When you get to the corner sew right up to the first corner pin. This should be about 1/4″ away from the edge of the quilt. Lift the foot and needle and turn the quilt. You don’t need to break the thread. *Important* Now, flip the little triangle flap so it lies the other direction. (See photo)
Begin sewing the next side at the very edge and continue with the 1/4″ seam allowance. (I know, some of you are panicking that I left my pins in. I just do that and seem to not break too many needles.)
When you have finished sewing all four sides, fold the folded edge of the binding over to the back of the quilt and pin it down, using those same pins. (You could also use those metal clips that look like hair clips if you don’t like the idea of hauling something around that could potentially impale you.)

Now you can begin to see what a pretty, crisp edge a double binding makes.
The corners on the back should automatically miter – looking like this.

Now it is hand sewing time. Please don’t get scared by this. It is so much easier and faster than you think – just put in a good movie, do some mindless sewing, and you’re done in no time – especially on this little baby quilt. This is another reason I pin (or clip) all at once before I start sewing. Makes the work so much faster.

(For this part of the demonstration I used white thread so you could see what’s happening. When I bound the quilt for real, I used brown thread to hide my stitches.)

Tie a knot at one end of your thread and pull through the backing fabric, under your folded-down binding, then bring the needle through the very bottom edge of the bias strip and tack it down on the backing fabric, right underneath where the needle came through. Then slide the needle through the backing fabric, behind the binding strip bringing the needle out the bottom edge again. This creates a blind stitch. Repeat!

Continue the blind stitch catching down the mitered corner as well.

This is how it will look using matching thread.

Now lets talk about bias binding.
Bias binding is made from 2 1/2″ strips cut on a 45 degree angle. There are lots of tutorials for cutting bias binding like here and here.

Technically, bias binding is a more durable binding because the grain of the fabric is running diagonally in stead of parallel to the edge of the quilt. (Don’t worry if it doesn’t make sense, just trust me on this one.) It also has more stretch – good for scalloped or rounded borders. (But for this reason, a bias binding does much better with a walking foot.)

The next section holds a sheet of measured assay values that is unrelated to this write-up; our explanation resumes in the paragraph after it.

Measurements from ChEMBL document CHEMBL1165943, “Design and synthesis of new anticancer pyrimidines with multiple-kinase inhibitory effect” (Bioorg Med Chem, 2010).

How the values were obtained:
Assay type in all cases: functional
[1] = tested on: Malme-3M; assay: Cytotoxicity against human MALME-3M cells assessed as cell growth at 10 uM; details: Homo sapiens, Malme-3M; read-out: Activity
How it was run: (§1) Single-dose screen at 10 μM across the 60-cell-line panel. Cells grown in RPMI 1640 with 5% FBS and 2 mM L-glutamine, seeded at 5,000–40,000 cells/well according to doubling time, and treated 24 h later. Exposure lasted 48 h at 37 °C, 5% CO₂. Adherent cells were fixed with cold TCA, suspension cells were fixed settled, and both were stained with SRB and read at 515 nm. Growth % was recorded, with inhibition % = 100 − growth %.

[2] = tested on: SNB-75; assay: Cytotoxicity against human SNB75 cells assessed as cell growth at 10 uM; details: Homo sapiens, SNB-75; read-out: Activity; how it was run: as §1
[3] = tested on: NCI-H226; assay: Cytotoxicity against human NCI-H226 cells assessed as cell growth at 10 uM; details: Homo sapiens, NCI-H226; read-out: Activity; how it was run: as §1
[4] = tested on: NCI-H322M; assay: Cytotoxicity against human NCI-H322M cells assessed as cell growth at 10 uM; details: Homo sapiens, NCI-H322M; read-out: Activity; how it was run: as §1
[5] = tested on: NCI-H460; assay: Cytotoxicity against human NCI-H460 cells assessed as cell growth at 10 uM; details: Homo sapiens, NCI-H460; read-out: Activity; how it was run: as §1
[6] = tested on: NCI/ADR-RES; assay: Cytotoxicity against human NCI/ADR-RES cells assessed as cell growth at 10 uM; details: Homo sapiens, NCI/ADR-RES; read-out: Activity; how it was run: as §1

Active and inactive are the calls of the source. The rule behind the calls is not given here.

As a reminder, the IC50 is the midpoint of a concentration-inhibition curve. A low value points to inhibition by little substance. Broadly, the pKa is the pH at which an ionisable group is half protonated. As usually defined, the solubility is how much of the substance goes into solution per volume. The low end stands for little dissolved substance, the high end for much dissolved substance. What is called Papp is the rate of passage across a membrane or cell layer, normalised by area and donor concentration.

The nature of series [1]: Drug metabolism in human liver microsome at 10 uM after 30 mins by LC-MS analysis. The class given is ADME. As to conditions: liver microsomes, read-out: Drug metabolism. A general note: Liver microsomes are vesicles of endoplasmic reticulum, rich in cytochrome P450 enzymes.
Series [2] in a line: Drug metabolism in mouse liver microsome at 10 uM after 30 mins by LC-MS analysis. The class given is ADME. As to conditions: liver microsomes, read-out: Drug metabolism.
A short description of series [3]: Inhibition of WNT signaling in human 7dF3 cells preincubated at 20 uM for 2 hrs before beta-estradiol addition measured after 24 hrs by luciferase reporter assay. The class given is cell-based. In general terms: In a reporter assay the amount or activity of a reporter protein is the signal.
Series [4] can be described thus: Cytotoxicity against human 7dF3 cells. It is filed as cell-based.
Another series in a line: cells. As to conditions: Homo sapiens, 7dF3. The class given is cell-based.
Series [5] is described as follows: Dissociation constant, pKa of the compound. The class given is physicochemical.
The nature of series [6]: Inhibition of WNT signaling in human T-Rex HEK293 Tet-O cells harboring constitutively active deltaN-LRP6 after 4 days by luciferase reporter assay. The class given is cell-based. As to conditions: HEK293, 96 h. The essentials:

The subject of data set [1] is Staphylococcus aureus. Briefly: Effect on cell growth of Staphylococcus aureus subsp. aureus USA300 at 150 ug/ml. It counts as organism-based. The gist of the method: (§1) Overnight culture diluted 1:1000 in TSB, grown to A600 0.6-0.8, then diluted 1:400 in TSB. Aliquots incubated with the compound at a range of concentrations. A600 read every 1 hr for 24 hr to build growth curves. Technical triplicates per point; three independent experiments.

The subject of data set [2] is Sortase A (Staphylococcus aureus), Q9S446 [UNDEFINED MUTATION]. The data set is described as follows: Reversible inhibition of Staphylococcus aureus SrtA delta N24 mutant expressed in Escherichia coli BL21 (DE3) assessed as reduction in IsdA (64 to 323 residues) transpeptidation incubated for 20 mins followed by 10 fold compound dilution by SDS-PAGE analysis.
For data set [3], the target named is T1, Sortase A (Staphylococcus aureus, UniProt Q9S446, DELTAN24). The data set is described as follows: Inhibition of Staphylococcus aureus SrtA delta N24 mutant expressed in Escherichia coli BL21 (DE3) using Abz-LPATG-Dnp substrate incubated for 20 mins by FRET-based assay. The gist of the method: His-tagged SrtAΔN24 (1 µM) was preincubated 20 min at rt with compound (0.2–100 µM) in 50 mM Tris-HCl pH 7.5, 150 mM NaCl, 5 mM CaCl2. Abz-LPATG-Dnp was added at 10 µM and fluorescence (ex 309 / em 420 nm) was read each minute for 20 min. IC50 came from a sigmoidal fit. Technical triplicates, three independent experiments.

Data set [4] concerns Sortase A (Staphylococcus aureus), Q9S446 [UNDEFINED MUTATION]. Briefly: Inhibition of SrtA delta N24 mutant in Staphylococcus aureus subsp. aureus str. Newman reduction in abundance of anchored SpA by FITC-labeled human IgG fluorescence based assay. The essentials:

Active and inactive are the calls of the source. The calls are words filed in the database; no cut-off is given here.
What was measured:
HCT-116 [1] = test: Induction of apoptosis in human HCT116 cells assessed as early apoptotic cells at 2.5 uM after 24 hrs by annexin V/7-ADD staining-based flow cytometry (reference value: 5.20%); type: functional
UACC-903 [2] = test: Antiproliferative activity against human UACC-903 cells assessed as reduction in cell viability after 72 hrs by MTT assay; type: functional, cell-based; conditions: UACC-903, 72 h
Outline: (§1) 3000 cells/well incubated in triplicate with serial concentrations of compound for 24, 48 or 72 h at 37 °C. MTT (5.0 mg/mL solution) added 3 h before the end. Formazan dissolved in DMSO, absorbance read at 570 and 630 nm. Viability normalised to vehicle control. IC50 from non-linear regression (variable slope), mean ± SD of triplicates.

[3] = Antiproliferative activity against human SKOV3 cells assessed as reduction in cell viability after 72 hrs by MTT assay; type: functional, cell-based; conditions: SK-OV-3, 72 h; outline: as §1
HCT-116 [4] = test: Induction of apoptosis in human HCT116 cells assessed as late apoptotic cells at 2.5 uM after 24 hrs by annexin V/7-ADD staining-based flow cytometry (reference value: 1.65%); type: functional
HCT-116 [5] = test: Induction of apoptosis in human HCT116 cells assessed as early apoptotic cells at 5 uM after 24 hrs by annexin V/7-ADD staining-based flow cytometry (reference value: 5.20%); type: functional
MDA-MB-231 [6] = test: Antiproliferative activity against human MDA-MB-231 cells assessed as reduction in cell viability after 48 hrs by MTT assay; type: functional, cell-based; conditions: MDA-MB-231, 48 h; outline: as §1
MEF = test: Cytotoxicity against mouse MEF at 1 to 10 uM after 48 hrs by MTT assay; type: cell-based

It also looks nice with strips and checks.

Bias cut strips will have edges with a 45 degree angle.
To sew right sides together, pin ends like this, leaving little 1/4″ tips hanging off the ends.
Sew with a good old 1/4″ seam allowance.
Press seam open.
And fold in half, creating the long binding strip.
Once the bias strip is pieced, use the same method as above to sew the binding to the quilt.
And there you go.

Once my binding is completed I love to wash my quilt to give it that puckery, antiqued look. (Plus, machine quilting can make your quilt kind of stiff, until it is washed. And what person wants to wrap a baby in a stiff quilt?) I tend to not pre-wash my fabric (and if you are using a charm pack, definitely don’t pre-wash that or you will get a bunch of shriveled, unraveled squares.) With most higher-end quilting fabric the quality is good enough that you don’t need to pre-wash ahead of time. I do throw in a Shout Color-catcher sheet when I wash the finished quilt, just in case. (you can get those in your grocery store laundry aisle.)

If you are using fabric from the bigger chain stores, you probably should pre-wash.

And voila! Here is the finished Charm-square baby quilt!

Hopefully it was not too painful, and more hopefully it was a lot of fun and you can feel really proud of yourself!